Abstract: The aim of this thesis is to develop a coherent theory of organisational learning which can generate practical means of assisting organisational learning. The thesis develops and applies this theory to one class of organisations known as non-government organisations (NGOs), and more specifically to those NGOs who receive funds from high income countries but who work for the benefit of the poor in low income countries. Of central concern are the processes whereby these NGOs learn from the rural and urban poor with whom they work.
The basis of the theory of organisational learning used in this thesis is modern evolutionary theory, and more particularly, evolutionary epistemology. It is argued that this theory provides a means of both representing and assisting organisational learning. Firstly, it provides a simple definition of learning that can be operationalised at multiple scales of analysis: that of individuals, organisations, and populations of organisations. Differences in the forms of organisational learning that do take place can be represented using a number of observable attributes of learning which are derived from an interpretation of evolutionary theory. The same evolutionary theory can also provide useful explanations of processes thus defined and represented. Secondly, an analysis of organisational learning using these observable attributes and background theory also suggest two ways in which organisational learning can be assisted. One is the use of specific methods within NGOs: a type of participatory monitoring. The second is the use of particular interventions by their donors: demands for particular types of information which are indicative of how and where the NGO is learning In addition to these practical implications, it is argued that a specific concern with organisational learning can be related to a wider problematic which should be of concern to Development Studies: one which is described as “the management of diversity”. Individual theories, organisations, and larger social structures may not survive in the face of diversity and change. In surviving they may constrain and / or enable other agents, with feedback effects into the scale and forms of diversity possible. The management of diversity can be analysed descriptively and prescriptively, at multiple scales of aggregation.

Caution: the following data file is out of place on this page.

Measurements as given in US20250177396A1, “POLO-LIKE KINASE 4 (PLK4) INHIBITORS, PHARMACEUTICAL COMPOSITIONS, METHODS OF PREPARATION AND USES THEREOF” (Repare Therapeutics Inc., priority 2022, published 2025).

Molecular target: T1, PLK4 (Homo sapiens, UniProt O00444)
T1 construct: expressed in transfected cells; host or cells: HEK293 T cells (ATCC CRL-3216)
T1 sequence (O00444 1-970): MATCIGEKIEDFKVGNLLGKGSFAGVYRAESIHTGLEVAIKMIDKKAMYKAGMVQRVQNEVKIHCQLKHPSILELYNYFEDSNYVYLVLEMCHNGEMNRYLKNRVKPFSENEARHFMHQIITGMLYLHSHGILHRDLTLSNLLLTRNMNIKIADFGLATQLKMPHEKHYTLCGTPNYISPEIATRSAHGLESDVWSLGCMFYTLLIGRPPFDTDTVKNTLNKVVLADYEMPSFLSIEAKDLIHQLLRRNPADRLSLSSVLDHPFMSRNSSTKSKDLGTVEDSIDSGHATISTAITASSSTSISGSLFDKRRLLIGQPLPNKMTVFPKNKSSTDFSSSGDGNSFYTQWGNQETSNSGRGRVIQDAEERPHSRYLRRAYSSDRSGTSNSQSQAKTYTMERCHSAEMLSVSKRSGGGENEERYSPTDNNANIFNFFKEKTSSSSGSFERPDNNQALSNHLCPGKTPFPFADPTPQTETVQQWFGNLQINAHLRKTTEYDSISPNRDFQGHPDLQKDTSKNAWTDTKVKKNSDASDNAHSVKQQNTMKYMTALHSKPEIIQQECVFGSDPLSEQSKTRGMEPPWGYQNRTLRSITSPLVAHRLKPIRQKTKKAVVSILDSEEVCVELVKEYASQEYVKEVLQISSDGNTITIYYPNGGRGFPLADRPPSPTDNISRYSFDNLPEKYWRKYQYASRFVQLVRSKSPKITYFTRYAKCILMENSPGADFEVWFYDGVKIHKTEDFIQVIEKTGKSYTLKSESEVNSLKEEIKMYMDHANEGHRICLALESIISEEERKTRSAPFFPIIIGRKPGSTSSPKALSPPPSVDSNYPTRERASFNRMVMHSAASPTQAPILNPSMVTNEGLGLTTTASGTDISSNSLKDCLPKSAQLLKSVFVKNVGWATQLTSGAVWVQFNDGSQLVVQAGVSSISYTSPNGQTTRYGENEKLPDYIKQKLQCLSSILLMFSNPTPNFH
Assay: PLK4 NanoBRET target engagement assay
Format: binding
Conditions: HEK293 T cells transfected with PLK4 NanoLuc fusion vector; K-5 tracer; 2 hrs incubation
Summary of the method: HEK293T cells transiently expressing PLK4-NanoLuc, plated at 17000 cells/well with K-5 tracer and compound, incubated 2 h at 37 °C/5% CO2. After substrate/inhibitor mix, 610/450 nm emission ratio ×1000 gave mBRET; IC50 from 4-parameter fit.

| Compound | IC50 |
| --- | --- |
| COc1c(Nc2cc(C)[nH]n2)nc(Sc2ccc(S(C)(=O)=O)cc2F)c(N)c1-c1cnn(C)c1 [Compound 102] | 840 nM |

Twitters posts tagged as #evaluation

This post should feature a continually updated feed of all Twitter tweets tagged as: #evaluation